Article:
Calling an All-In with a Flush Draw

Calling an All-In with a Flush Draw

One of my followers recently sent me a hand on twitter (@JonathanLittle). His analysis of the situation seemed to be so result oriented and he seemed so afraid of losing a big pot and his tournament life that it moved me to write this article.

With blinds at 400/800-100, a tight aggressive player with 22,000 raised to 2,000 from first position. An unknown player in second position called 2,000 out of his 8,500 stack. The player in third position folded and Hero looked down at Ad-Kd in the lojack seat. With a 24,000 stack, he decided to 3-bet to 6,000.

I am fine with this play, but I think both calling and pushing all-in are better alternatives. I usually shy away from 3-betting tight first position raisers because their range should be quite strong. If I do elect to 3-bet, I usually want to go all-in if my stack permits it because if the initial raiser calls a 3-bet to 6,000, I will usually be in only marginal shape and will have to invest significant money after the flop on most boards with a marginal holding. Also, when I happen to make top pair, my opponent will usually have an under pair that will fold to any aggression. If the initial raiser pushes all-in over a 3-bet to 6,000, I am forced to make a reluctant call. I think that by going all-in instead of 3-betting to 6,000, I force the initial raiser to fold many hands that have roughly 45% equity, which is a great result. Of course, I will be in marginal shape when I get called, but I think the times I pick up the pot preflop is worth the risk of getting it in slightly bad versus a range of A-A, K-K, Q-Q, J-J, and A-K.

Everyone folded around to the small blind, a tight passive player, who put in 2,000, not seeing the 3-bet to 6,000. After putting in 2,000, he decided to put in 4,000 more, leaving 13,400 in his stack. The initial raiser folded and the player in second position called 4,000 more, leaving only 2,400 behind. At this point, it should be clear that both opponents almost certainly do not have premium hands. It is difficult to say exactly how wide their ranges are, but they probably do not have A-A, K-K, Q-Q, J-J, or A-K.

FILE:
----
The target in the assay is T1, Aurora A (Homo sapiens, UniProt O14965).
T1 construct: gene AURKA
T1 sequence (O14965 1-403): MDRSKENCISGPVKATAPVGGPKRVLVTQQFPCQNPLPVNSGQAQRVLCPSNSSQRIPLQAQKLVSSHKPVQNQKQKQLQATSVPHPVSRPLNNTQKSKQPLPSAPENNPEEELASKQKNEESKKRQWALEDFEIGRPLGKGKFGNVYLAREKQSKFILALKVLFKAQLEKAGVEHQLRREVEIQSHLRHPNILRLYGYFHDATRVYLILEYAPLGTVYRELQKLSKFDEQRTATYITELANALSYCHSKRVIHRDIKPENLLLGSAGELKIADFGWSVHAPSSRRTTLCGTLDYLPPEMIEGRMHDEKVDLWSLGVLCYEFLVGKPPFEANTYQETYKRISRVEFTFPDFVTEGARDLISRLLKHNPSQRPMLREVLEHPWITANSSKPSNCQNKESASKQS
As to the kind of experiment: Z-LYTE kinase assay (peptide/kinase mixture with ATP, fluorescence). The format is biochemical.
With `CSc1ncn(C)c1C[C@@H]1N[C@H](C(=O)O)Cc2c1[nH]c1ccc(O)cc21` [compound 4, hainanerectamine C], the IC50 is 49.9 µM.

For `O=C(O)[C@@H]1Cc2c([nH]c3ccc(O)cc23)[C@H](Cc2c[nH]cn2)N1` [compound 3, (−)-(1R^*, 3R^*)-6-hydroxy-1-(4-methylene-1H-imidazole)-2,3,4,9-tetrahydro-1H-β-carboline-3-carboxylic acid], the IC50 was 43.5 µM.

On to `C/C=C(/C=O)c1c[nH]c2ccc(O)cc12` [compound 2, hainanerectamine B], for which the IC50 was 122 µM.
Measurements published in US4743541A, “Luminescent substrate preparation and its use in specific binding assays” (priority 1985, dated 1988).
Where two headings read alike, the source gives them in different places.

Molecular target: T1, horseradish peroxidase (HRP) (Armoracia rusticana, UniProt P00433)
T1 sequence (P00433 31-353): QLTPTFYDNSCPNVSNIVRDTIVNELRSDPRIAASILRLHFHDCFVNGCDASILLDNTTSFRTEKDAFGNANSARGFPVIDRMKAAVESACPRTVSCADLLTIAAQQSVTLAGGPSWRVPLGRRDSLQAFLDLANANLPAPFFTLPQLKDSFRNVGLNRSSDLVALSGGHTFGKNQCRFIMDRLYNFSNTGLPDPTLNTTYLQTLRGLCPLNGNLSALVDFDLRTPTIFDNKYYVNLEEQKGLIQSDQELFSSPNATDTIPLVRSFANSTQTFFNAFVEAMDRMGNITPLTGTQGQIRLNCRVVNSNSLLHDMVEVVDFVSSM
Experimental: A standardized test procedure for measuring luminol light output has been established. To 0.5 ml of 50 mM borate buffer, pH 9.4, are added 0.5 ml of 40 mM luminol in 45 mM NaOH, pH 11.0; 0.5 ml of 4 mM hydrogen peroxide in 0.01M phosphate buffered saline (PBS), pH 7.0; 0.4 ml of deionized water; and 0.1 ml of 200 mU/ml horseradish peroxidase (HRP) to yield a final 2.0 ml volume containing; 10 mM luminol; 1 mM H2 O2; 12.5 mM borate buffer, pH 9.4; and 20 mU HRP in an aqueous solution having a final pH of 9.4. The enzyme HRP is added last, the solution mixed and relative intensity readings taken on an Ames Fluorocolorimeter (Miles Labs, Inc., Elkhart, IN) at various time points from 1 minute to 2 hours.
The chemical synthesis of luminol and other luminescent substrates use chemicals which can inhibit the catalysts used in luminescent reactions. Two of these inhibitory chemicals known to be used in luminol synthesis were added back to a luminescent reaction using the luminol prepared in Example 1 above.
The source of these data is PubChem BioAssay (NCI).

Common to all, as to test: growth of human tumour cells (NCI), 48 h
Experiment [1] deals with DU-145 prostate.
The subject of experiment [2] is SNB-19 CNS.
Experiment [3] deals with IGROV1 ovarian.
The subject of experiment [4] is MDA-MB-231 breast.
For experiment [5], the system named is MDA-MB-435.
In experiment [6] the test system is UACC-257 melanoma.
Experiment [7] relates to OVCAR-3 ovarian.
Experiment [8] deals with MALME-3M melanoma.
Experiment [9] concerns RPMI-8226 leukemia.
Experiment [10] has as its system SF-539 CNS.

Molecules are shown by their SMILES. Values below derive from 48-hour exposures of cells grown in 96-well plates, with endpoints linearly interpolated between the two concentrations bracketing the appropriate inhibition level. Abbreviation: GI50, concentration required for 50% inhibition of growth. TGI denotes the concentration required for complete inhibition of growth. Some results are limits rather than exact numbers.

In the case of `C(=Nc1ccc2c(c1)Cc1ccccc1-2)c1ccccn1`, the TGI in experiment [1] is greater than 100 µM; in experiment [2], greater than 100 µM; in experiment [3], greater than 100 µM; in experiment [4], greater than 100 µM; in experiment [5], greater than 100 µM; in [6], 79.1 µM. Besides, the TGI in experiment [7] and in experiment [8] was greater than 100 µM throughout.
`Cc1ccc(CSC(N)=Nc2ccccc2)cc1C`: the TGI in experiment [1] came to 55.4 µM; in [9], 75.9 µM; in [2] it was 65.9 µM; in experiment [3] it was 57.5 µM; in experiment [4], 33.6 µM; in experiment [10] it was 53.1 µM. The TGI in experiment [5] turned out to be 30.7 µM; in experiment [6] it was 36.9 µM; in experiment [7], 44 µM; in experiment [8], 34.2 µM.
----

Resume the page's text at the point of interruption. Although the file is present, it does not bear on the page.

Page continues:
The flop came 9s-7d-5d, giving Hero a flush draw and two over cards. The small blind pushed all-in for 13,400 into the 21,700 pot and the player in second position called off for his last 2,400. At this point, Hero has to call 13,400 to win 37,500, meaning he needs to win 26% of the time to justify calling. For all practical purposes, you can ignore the player in second position because his stack is so short that you are always getting the right price to call against him.

The player who posted this hand told me that he put the small blind on exactly a set. While I find it impossible to not think this player would also make this play with T-T, 9h-8h, and Jd-Td, let’s assume that he only has sets in his range. If he only has sets, the flush draw will win 25% of the time, meaning the decision is break-even. If he ever makes this play with the other hands, mainly over pairs, pairs plus straight draws, and flush draws, Ad-Kd jumps up to 48% equity. Since in reality, Ad-Kd is somewhere between 25% and 48%, it is an incredibly easy call.

Most likely, the person who posted this hand lost the pot and then second guessed himself as to whether or not he should have made a “big call” with a “drawing hand” for effectively his tournament life. When facing an all-in is mandatory that you stop thinking of hands in terms of “draws” and “made hands” and instead look at how much equity you have. In order to excel at poker, you must get away from thinking in blanket terms and making huge generalizations as to what is acceptable play and what is not. Since many players have been taught by other amateur players to never call off their stack with a drawing hand, they assume this call must be suspect whereas in reality, any play besides calling is a huge error. Always take the time to analyze these situations away from the table so you know how to tackle them when they arise at the table.

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Author: Steve Bowman